Ecommerce-specific tools include payment gateways, customer account creation, and even provisions for email and social media marketing.
Winner – Draw! for this category in our Shopify vs BigCommerce vs WooCommerce ‘eCommerce Tools' comparison.
Support and Resources:
When it comes to round-the-clock technical support, both Shopify and BigCommerce come shining through with both multiple channel contacts and regularly updated knowledge bases. Community forums also offer a wealth of support options on a peer-to-peer basis. We cannot say the same thing for WooCommerce, though: the ad hoc approach to customer support leaves too much to be desired.
Winner – Draw! This category sees Shopify and BigCommerce tied again in this Shopify vs BigCommerce vs WooCommerce ‘Support and Resources' comparison.
Shopify will set you back between $29.00 to $299.00 monthly, depending on your subscription. All subscriptions offer the site builder, access to technical support, as well as tools for SEO and ecommerce. Note, however, that analytics are only available to users in the top tiers.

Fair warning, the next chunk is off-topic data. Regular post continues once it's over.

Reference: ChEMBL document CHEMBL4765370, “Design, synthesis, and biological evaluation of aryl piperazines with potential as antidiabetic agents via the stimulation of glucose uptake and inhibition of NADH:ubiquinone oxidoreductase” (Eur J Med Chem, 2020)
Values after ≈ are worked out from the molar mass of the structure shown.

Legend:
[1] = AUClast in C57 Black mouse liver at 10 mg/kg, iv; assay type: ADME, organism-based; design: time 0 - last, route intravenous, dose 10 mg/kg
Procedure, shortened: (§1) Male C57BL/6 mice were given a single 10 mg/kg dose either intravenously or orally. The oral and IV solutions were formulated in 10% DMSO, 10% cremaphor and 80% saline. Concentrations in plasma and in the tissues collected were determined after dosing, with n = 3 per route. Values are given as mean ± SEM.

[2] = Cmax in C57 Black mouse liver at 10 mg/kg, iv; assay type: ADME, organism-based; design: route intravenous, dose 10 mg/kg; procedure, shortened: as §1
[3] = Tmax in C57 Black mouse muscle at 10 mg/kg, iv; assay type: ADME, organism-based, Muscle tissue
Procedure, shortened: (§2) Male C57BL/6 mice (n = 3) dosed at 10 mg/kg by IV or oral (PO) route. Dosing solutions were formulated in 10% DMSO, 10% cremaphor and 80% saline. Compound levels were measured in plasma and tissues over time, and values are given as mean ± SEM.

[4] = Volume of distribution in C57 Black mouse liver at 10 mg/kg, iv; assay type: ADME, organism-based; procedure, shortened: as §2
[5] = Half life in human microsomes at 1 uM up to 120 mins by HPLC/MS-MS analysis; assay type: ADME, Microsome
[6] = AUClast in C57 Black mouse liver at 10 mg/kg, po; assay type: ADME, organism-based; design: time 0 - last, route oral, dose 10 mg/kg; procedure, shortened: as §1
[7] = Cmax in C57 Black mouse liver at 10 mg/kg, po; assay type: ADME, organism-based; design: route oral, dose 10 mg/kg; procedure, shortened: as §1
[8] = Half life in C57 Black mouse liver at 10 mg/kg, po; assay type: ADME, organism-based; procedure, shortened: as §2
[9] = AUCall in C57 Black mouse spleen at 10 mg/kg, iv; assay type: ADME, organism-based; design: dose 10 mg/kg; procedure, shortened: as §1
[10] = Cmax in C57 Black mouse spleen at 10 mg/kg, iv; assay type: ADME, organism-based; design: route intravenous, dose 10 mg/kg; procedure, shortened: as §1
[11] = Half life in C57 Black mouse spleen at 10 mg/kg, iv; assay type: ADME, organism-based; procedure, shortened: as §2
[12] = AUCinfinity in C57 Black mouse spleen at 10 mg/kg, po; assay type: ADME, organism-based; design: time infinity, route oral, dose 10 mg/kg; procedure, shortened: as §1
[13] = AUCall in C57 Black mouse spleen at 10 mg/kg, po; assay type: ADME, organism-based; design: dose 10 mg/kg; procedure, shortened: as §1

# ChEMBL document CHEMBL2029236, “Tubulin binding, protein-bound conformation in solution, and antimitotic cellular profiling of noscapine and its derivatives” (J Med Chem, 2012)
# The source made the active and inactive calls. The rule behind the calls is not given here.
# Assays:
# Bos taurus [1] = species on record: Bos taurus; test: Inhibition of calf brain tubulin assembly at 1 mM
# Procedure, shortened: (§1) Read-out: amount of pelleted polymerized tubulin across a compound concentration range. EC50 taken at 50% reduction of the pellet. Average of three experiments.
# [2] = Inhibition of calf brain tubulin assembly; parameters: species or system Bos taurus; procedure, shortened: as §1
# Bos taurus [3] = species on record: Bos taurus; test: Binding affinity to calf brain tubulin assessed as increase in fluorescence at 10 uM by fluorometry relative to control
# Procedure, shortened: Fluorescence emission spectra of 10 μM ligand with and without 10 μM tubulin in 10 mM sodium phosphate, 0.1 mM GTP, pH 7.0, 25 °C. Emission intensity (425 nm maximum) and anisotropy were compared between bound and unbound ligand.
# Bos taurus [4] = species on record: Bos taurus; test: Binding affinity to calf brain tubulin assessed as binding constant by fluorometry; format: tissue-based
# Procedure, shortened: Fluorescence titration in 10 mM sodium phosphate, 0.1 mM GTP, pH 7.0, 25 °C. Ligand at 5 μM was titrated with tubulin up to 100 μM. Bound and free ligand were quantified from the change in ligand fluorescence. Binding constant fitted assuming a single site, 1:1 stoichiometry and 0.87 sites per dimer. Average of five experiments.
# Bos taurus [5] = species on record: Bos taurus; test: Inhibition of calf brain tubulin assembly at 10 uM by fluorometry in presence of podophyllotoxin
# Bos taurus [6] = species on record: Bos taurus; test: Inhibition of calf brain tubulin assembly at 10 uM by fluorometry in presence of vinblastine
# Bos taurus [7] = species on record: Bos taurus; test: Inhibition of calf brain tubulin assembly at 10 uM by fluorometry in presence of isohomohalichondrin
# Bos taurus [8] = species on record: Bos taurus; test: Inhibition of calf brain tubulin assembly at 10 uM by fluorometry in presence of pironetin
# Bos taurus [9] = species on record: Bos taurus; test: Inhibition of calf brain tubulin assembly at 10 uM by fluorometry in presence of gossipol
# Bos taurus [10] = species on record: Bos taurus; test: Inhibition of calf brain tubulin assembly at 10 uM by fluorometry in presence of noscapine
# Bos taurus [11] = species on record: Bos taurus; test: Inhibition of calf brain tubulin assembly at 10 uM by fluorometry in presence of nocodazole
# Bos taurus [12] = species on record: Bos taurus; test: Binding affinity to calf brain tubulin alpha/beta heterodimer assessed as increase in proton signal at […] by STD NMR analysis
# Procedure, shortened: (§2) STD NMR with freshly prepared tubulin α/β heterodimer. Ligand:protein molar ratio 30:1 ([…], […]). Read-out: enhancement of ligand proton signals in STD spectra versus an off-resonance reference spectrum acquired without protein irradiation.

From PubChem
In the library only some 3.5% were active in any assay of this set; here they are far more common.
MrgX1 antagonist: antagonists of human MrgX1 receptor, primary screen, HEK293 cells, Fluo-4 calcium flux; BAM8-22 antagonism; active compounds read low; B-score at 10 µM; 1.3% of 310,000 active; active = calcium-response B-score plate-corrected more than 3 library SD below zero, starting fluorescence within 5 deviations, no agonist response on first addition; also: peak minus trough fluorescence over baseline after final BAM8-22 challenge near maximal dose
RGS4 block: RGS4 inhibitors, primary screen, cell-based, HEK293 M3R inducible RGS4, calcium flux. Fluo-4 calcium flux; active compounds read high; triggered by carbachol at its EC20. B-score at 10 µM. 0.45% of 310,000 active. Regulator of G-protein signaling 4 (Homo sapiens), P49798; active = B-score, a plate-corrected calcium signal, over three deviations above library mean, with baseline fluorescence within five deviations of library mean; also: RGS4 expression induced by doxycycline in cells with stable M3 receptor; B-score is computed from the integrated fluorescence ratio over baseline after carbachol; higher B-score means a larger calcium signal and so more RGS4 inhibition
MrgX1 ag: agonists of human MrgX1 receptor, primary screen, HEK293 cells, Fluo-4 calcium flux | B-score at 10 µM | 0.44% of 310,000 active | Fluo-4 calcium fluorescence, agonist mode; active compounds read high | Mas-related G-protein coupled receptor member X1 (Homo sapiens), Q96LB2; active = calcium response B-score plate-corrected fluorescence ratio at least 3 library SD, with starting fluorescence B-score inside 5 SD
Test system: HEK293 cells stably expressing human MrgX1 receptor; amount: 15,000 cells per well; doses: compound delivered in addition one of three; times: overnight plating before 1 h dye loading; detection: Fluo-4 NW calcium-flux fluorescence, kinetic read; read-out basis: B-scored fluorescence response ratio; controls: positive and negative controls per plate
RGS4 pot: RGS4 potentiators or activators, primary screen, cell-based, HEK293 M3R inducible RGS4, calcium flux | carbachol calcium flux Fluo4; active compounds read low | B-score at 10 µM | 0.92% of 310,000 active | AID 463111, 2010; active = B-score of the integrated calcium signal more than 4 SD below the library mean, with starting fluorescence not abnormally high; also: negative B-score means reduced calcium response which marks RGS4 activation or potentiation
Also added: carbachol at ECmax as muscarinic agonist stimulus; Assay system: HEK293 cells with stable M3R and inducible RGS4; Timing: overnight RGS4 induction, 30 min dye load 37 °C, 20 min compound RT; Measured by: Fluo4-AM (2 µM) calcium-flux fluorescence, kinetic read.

$29.95 to 299.95 a month is the standard range for BigCommerce’s subscription plans, but you will need to read the fine print to determine what exactly you’re getting. Also, depending on your revenue range, you may be charged a 2% fee per transaction.
While the plugin is essentially free, you will find yourself spending a whole lot more over time as you need to pay for site hosting and numerous functions. WordPress preferred hosting partners include Bluehost and Siteground.
Winner – Shopify! in this Shopify vs BigCommerce vs WooCommerce ‘Pricing' comparison. While the price ranges are similar, we’re giving this round to Shopify for value for money.
Comparison Winner: Shopify or BigCommerce or WooCommerce?
All things considered, we declare Shopify the Comparison Winner. Its ease of use, flexibility, and overall value for money edges out its rivals BigCommerce or WooCommerce.
Conclusion and Recommendation: